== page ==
Guardians of the Galaxy is, for the most part, exactly what you’d want from the Marvel Comics kind of movie in which a ragtag bunch of scoundrels save the world (or, at least, a world). The plot involves a pretty glowing purple rock that looks like something Link needs to collect in The Legend of Zelda. One character’s hideout is on a space station that is built on the severed head of a massive cosmic creature. It’s got scope and shiny effects and the kind of beautiful aerial battle sequences that give a nerd like me pretty intense goose bumps. It co-stars the usually insufferable Bradley Cooper as a talking raccoon who, along with his utterly magical sentient-tree buddy Groot (voiced by Vin Diesel), might nigh-on move you to unexpected tears.
It’s also got lady problems.
There’s a quiet moment in the final battle wherein Drax the Destroyer (Dave Bautista), a highly literal, rough-spoken sort of fellow, tells his new comrades that he’s pleased they’re his friends. Groot is the “dumb tree.” Peter Quill (Chris Pratt), the everydude reluctant leader, is just “Quill.” Gamora (sci-fi goddess Zoe Saldana), a deadly assassin often required by the plot to be saved or taken hostage, is the “green whore.”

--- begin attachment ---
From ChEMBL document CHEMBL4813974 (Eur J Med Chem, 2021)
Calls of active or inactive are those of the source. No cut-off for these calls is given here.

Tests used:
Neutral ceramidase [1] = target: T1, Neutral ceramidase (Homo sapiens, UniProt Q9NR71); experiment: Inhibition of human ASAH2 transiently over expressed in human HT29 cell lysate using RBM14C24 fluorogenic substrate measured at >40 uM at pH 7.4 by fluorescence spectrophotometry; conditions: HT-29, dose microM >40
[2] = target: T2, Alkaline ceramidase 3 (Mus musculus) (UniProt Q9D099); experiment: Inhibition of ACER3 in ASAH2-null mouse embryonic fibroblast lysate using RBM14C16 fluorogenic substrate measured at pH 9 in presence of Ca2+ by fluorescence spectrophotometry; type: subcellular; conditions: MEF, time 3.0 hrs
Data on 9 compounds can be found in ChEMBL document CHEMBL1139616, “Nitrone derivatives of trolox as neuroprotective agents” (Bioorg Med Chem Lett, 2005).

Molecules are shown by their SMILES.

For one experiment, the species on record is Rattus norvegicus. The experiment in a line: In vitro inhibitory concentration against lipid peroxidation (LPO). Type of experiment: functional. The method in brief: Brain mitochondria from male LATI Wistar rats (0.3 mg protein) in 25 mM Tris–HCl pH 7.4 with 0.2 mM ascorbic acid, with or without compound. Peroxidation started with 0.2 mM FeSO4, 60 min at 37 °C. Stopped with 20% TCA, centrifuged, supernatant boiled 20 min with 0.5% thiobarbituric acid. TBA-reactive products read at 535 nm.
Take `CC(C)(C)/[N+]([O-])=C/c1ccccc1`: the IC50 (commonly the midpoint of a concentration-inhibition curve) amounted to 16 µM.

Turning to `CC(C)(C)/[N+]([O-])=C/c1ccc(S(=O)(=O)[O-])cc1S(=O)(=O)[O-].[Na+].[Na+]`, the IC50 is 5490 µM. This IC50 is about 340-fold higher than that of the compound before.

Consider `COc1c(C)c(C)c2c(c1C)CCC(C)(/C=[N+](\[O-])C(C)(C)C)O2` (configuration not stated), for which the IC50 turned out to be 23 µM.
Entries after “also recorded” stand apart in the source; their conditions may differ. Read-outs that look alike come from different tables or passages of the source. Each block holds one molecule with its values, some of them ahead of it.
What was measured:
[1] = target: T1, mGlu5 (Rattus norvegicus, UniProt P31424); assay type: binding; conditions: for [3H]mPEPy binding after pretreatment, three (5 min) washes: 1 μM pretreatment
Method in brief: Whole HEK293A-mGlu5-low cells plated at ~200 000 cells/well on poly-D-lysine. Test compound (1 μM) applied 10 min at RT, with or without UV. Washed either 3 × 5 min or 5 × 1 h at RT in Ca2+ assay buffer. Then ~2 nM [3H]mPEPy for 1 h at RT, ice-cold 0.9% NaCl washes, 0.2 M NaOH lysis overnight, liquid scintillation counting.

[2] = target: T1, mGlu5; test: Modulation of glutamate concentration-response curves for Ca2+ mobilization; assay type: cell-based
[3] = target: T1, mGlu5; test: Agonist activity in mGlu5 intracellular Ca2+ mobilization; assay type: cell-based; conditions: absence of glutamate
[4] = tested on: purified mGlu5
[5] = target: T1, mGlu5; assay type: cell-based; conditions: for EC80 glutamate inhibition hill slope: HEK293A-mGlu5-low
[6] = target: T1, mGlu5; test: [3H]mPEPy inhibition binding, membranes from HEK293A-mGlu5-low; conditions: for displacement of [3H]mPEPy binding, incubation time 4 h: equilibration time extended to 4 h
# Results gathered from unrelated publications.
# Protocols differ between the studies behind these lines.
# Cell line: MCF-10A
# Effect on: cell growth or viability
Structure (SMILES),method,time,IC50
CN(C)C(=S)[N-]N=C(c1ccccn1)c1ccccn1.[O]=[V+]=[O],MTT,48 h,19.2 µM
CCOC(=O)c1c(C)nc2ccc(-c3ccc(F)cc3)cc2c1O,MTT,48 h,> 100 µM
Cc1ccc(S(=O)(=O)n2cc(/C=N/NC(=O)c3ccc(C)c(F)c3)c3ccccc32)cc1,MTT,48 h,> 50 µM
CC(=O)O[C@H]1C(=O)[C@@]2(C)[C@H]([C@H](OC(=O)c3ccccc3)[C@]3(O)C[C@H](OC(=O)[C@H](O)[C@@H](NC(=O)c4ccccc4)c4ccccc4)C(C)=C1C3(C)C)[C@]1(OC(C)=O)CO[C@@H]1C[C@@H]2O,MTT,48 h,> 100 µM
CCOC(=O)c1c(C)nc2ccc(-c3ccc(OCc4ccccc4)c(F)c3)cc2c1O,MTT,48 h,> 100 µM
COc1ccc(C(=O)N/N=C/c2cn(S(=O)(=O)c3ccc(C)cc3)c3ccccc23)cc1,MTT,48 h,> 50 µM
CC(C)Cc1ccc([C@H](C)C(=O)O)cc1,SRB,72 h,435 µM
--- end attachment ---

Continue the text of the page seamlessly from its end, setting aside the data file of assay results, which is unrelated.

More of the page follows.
We should have seen this coming: In Quill’s initial escape sequence, he finds a young woman getting tossed about his ship. He’d forgotten she was there. (You’re supposed to laugh.)
Even if you wanted to write off Guardians as just another comic book movie and therefore for dudes — you can’t, really. Reportedly 44 percent of its opening weekend audience was female. The cultural myth that science fiction and comics are only for boys is long dead. So why does it seem like so much to ask that we not have to swallow a giant helping of casual sexism with our space action?
There’s much to like in this movie; it’s not brilliant, and the fate of the world is never really in danger, but it’s clever and glossy and all the things you’d expect from Marvel’s B-team. Adventurous and funny, occasionally beautiful and never too stupid until, that is, it reminds half of its audience that it’s not for us at all.